1. Pre-information. Participants should be informed of the topic well in advance of the meeting so that they may read and/or think about it beforehand. Pre-information is requisite for doing one’s homework adequately.
2. Promptness. The discussion should open promptly and close at the agreed upon time. Some people will avoid sessions that go on and on endlessly . . . they do have other things to do.
3. Welcoming Atmosphere. One of the strongest stimulants to discussion is the expression of appreciation for contributions made to it. Participants do well to indicate their appreciation for these contributions by nod, smile or comment. . . even when they cannot share the position the speaker has taken.
4. Keeping The Topic In Focus. The leader (probably best to rotate this person) should in a gentle manner keep the discussion on the point at issue.
5. Exploration, Not Evaluation, First Item Of Business. The initial task the members of the group should face is the exploration of one another’s minds. Our first reaction to what another person is saying in a dialog situation is to judge mentally or verbally the value of what he is saying: “that is true . . . that is false . I agree . . or disagree.” Evaluation is a later step not the first one. Initially we should concentrate on understanding why the speaker is saying this, on exploring his mind, on taking advantage of his knowledge and experience. Since we are not debating, not trying to overcome, we should appreciate other insights and not immediately take a position about them.
6. Explicit Acknowledgment Of Worth In “Opponent’s” Statement. It is both rare and refreshing in the discussion of controversial issues that the participants acknowledge openly that the other side has made a valid point, even that “we” may not have a good answer to it. This practice shows honesty and good will in the listener, and psychologically it contributes no little toward consensus. Perhaps this is one reason the early ekklesia was of one heart and one mind.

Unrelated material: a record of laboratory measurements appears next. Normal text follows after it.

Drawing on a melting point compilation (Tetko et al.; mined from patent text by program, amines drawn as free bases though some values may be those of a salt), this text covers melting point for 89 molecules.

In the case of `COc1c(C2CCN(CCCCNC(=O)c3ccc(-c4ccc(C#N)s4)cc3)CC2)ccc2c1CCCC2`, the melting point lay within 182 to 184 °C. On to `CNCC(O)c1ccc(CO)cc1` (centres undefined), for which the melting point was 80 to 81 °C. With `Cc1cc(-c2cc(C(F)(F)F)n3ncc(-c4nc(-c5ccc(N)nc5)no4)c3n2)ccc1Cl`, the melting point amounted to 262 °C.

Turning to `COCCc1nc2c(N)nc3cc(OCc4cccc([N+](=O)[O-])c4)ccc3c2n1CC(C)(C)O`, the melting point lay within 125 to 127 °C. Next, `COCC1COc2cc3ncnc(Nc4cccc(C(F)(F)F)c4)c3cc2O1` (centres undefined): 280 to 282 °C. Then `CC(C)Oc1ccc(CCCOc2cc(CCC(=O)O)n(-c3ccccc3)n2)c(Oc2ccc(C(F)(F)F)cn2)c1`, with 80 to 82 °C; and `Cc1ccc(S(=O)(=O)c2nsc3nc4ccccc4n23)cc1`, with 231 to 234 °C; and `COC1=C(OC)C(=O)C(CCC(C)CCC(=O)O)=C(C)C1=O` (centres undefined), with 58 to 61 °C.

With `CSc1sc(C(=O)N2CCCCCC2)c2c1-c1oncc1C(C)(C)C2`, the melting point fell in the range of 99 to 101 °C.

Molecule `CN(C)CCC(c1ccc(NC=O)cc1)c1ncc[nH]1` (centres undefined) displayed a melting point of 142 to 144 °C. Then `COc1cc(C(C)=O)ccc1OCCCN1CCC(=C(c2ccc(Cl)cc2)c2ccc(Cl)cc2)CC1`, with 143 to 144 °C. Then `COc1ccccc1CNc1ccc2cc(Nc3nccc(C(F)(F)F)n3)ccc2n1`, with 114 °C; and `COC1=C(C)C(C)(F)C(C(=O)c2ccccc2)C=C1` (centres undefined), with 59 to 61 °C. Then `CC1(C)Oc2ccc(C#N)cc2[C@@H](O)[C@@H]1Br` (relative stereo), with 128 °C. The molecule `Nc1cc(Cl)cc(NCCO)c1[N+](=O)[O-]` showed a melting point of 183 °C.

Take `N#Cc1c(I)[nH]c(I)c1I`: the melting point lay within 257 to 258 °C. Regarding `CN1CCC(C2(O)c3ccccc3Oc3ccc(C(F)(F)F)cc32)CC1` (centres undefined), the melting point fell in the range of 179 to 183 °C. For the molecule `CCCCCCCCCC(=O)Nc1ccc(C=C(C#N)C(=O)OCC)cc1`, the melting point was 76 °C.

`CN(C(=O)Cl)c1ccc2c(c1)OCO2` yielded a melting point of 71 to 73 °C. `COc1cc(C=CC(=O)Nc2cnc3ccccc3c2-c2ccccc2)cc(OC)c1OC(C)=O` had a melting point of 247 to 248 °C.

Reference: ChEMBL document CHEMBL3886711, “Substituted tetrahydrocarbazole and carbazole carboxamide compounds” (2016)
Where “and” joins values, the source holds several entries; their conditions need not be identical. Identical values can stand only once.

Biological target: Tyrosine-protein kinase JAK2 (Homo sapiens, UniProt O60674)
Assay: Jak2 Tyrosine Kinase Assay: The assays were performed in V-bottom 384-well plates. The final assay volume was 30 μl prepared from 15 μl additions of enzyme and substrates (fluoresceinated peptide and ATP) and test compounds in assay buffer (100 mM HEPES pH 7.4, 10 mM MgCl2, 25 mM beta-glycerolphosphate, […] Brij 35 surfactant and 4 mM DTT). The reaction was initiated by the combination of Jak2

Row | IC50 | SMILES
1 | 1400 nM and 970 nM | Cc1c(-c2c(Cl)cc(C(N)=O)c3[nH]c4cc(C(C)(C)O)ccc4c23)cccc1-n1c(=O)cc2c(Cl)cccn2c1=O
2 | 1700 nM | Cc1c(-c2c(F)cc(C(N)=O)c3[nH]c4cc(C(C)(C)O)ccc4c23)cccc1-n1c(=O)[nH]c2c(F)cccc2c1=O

7. Acceptance Of Emotion. We are men, not angels. Emotion is going to be part of our communication about problematic issues as long as we remain human. And this is not all bad. Yet even when emotions are unduly strong (anger, resentment, sharp retorts, indignant silences, hurt moodiness), we ought not to allow them to torpedo the session or cause discouragement. Faults should be forgiven and forgotten readily and calmly because we must preserve the unity of the Spirit (Eph.4:1-6, 31-32).
8. Gentleness In Response. Acceptance of emotion, even strong emotion, is incarnated in the gentle reaction. As Scripture points out, the gentle answer breaks wrath. Calmness tends to spread, just as anger does.
9. Welcoming Dissent. Since we are not concerned here with questioning divine revelation or the official teaching of the Church but with matters quite open to debate, we must insist that our dialog sessions offer no place to the squelching of dissent by word, body sign (frown, sigh), labeling or caricature. This putting down of dissent should occur neither during the discussion itself nor in later comment. Rather we are pleased that our brothers and sisters feel free enough to run counter to the general opinion.
10. Supporting The Unpopular View. Those who agree with an unpopular opinion should openly support the person who risks speaking in its favor. Too often people will register agreement during an informal coffee break but will not speak up in a formal meeting. This may be a cowardly timidity. Rather they should speak up and let the group know that they, too, share this thought, even if their comment is only an “I agree.”
11. Avoidance Of Caricature. When a person refers to a position he does not share, he should make a conscious effort to represent that opinion fairly. This should be the case even when our next suggestion is not practiced.
12. Required Expression Of The “Opposition’s” Mind. In controversial matters it is often helpful for the leader to ask each speaker to formulate or summarize in his own words the opposition’s position (to their own satisfaction) before beginning to disagree with it. Much of our disagreeing is due to an unconscious caricaturing of the other view. Regarding this technique one psychologist remarks: “sounds simple, doesn’t it? But if you try it, you will discover that it is one of the most difficult things to do. However, once you have been able to see the other’s point of view, your own comments will have to be drastically revised. You will also find the emotions going out of the discussion, the differences being reduced, and those differences which remain will be rational and understandable.’